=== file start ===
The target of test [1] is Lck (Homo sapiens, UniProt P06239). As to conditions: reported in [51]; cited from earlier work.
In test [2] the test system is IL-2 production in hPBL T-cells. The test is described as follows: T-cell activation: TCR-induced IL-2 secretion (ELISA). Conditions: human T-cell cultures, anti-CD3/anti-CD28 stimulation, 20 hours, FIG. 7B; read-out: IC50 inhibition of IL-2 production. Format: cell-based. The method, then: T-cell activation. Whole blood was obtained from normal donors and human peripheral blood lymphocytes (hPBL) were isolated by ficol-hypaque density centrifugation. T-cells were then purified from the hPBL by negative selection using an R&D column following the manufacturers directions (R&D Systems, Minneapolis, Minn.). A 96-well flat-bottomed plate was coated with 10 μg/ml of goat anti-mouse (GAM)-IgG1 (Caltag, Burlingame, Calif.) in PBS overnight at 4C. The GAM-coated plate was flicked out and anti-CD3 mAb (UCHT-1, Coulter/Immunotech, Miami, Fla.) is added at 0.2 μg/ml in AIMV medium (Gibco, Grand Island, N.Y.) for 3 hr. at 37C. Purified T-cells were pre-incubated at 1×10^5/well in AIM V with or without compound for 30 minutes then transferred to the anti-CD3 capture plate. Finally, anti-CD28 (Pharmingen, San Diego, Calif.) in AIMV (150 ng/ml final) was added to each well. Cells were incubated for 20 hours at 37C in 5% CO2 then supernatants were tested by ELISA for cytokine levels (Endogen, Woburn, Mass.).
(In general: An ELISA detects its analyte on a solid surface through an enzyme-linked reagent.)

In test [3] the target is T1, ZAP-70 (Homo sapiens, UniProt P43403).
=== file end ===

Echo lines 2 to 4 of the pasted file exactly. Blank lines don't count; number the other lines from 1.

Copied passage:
In test [2] the test system is IL-2 production in hPBL T-cells. The test is described as follows: T-cell activation: TCR-induced IL-2 secretion (ELISA). Conditions: human T-cell cultures, anti-CD3/anti-CD28 stimulation, 20 hours, FIG. 7B; read-out: IC50 inhibition of IL-2 production. Format: cell-based. The method, then: T-cell activation. Whole blood was obtained from normal donors and human peripheral blood lymphocytes (hPBL) were isolated by ficol-hypaque density centrifugation. T-cells were then purified from the hPBL by negative selection using an R&D column following the manufacturers directions (R&D Systems, Minneapolis, Minn.). A 96-well flat-bottomed plate was coated with 10 μg/ml of goat anti-mouse (GAM)-IgG1 (Caltag, Burlingame, Calif.) in PBS overnight at 4C. The GAM-coated plate was flicked out and anti-CD3 mAb (UCHT-1, Coulter/Immunotech, Miami, Fla.) is added at 0.2 μg/ml in AIMV medium (Gibco, Grand Island, N.Y.) for 3 hr. at 37C. Purified T-cells were pre-incubated at 1×10^5/well in AIM V with or without compound for 30 minutes then transferred to the anti-CD3 capture plate. Finally, anti-CD28 (Pharmingen, San Diego, Calif.) in AIMV (150 ng/ml final) was added to each well. Cells were incubated for 20 hours at 37C in 5% CO2 then supernatants were tested by ELISA for cytokine levels (Endogen, Woburn, Mass.).
(In general: An ELISA detects its analyte on a solid surface through an enzyme-linked reagent.)

In test [3] the target is T1, ZAP-70 (Homo sapiens, UniProt P43403).